Environment Forum

Making REDD work for illegal loggers

November 26, 2010
Hendri, 27, an illegal logger cuts down a tree in a peat swamp forest in Indonesia's Central Kalimantan province on Borneo island. Illegal logging remains a project for forest conservation projects because timber represents quick income for villagers needing work or to feed families. Credit: Yusuf Ahmad

Hendri, 27, an illegal logger cuts down a tree in a peat swamp forest in Indonesia's Central Kalimantan province on Borneo island. Illegal logging remains a problem for forest conservation projects because timber represents quick income for villagers needing work or to feed families. Credit: Yusuf Ahmad

Will Germany kill its energy golden goose?

January 20, 2010

Will Germany kill the goose laying the golden eggs?
  
GERMANY/Germany is understandably proud of its renewable energy sector — wind and solar power supply more than 15 percent of the country’s electricity. Its Renewable Energy Act (EEG) has fuelled its rapid growth over the past decade and been copied by more than 40 countries around the world.
  
But is the party over?
  
A new centre-right government announced plans to slash the EEG’s guaranteed feed-in tariffs (FIT) that utilities are required to pay the myriad of producers of solar energy, many of whom feed the modest amounts of solar power from their roofs into the local grid. The EEG already foresees a FIT decline of about 10 percent per year — a built-in incentive to keep overall costs falling.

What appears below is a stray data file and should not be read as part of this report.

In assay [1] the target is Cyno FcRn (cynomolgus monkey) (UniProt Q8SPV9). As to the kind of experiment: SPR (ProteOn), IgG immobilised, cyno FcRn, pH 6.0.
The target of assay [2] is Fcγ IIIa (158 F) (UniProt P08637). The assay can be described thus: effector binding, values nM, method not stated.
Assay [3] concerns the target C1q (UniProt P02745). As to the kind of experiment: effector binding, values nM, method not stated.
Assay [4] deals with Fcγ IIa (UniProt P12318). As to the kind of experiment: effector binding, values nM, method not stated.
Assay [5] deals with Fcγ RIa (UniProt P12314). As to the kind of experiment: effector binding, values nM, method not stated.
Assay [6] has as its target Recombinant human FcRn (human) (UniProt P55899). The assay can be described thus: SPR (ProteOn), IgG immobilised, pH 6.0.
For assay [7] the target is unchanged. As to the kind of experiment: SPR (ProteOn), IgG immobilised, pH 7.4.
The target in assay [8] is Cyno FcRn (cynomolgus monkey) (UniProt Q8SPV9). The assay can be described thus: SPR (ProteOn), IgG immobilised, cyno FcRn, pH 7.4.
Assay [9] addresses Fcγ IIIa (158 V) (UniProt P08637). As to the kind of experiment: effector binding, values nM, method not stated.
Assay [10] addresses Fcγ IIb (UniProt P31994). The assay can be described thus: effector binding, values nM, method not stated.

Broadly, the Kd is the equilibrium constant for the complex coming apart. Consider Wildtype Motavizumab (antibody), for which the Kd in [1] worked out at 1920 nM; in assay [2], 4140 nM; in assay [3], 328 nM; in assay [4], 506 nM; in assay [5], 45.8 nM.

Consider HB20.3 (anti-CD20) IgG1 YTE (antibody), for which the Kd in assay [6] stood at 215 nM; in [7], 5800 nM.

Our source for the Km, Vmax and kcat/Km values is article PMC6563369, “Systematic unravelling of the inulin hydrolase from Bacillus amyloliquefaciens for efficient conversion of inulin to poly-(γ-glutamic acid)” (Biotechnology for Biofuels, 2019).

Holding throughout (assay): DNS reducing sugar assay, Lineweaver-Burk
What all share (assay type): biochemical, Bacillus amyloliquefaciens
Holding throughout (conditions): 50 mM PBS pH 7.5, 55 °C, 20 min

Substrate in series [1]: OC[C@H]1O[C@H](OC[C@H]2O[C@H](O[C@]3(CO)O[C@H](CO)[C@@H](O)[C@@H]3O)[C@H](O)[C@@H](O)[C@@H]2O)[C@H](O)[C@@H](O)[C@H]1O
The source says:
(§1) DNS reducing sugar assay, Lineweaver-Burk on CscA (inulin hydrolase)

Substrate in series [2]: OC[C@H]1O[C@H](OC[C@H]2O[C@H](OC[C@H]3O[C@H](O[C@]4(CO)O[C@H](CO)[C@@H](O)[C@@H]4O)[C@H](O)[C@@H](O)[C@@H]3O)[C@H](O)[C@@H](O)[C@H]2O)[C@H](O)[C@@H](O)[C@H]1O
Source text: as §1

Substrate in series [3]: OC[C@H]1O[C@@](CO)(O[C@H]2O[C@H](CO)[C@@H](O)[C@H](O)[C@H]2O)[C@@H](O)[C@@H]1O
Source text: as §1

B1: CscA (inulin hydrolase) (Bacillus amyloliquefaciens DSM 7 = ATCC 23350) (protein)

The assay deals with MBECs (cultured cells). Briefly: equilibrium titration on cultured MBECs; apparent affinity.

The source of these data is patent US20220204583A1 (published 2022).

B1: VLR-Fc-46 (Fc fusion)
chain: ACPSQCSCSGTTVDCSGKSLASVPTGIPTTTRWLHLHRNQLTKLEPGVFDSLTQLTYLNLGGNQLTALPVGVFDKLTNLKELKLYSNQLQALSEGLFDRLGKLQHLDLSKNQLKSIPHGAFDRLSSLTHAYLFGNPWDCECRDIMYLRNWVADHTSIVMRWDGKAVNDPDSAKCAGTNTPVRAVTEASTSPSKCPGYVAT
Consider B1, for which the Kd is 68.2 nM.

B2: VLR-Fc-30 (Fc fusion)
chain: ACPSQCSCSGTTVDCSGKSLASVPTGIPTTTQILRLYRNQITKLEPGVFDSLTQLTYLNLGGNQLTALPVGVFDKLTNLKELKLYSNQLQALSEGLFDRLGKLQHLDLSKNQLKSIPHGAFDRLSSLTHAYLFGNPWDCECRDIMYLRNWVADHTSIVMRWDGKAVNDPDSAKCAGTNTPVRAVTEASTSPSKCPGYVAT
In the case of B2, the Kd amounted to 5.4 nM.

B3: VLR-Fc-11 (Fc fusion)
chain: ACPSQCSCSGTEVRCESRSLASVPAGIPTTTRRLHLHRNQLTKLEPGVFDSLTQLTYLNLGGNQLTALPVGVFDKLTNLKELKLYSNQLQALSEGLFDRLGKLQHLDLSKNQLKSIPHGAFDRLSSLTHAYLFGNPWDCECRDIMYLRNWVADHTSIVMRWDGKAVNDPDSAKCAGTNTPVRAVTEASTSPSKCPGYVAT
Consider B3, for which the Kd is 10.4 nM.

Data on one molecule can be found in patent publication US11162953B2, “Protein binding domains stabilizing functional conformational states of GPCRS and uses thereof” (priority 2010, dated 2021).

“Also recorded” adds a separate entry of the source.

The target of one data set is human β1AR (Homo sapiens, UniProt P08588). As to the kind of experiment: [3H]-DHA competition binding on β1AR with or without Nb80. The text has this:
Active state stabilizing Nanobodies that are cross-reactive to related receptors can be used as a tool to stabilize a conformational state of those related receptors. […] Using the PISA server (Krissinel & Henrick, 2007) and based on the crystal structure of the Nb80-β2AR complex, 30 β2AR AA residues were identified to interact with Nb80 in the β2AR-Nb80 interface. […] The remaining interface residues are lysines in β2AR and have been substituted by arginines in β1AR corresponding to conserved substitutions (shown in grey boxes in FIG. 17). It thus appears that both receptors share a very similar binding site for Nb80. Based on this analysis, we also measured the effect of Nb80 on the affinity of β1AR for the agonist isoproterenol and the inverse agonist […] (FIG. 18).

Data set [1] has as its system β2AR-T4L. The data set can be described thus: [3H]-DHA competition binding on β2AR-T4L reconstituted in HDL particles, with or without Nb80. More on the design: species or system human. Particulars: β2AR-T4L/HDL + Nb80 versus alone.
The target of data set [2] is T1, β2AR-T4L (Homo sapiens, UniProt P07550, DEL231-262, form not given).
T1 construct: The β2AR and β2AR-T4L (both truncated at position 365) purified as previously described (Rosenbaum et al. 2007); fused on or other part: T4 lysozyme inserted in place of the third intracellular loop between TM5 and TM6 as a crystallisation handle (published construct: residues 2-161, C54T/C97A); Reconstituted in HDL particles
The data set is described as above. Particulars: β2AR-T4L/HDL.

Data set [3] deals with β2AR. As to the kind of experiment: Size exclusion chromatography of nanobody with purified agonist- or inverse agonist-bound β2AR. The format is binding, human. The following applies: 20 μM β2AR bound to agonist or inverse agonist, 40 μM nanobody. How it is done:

Environment Minister Norbert Roettgen wants an additional 15 percent cut in April on top of the 10 percent from Jan. GERMANY/1, 2010 and ahead of the next 10-percent cut on Jan. 1, 2011. In the past decade, the previous two environment ministers from the Greens party and the centre-left Social Democrats (SPD) worked closely with the solar industry before making changes.
  
Roettgen made it clear those days of compromise were over. He said he spoke to solar firms last week before proposing the cuts, but rejected their offer to a one-off mid-2010 cut of 5 percent. “This is not a compromise,” he told journalists in Berlin on Wednesday. “It’s a bullseye.”  He said the cuts would save consumers about 1 billion euros a year over the next decade. Consumer groups and some industry groups had wanted deeper cuts, Roettgen noted.
  
Solar companies in Germany, which have until now worked closely with the government on reducing the tariffs the utilities pay to producers of green electricity, criticised the cuts which amount to about 35 percent within 13 months. They fear they will cripple the sector and kill jobs. Roettgen said he wants solar power, which now generates about 1 percent of Germany’s electricity, to be providing 4 to 5 percent by 2020 even though the support is being slashed by one-third in the course of 13 months. He portrayed the cuts as if he were doing the industry a favour.
   
Several leading German companies — such as SolarWorld, Q-Cells and Solon — said there were dark days ahead for the solar industry. They pointed out that prices, and support, were already falling steadily and would reach grid parity by the middle of the decade. Why, they asked, ruin a good thing? Frank Asbeck, CEO of Germany’s biggest solar company by revenue SolarWorld, called the plans unacceptable. As my colleague Christoph Steitz reported here, the cuts would cause problems for solar companies around the world.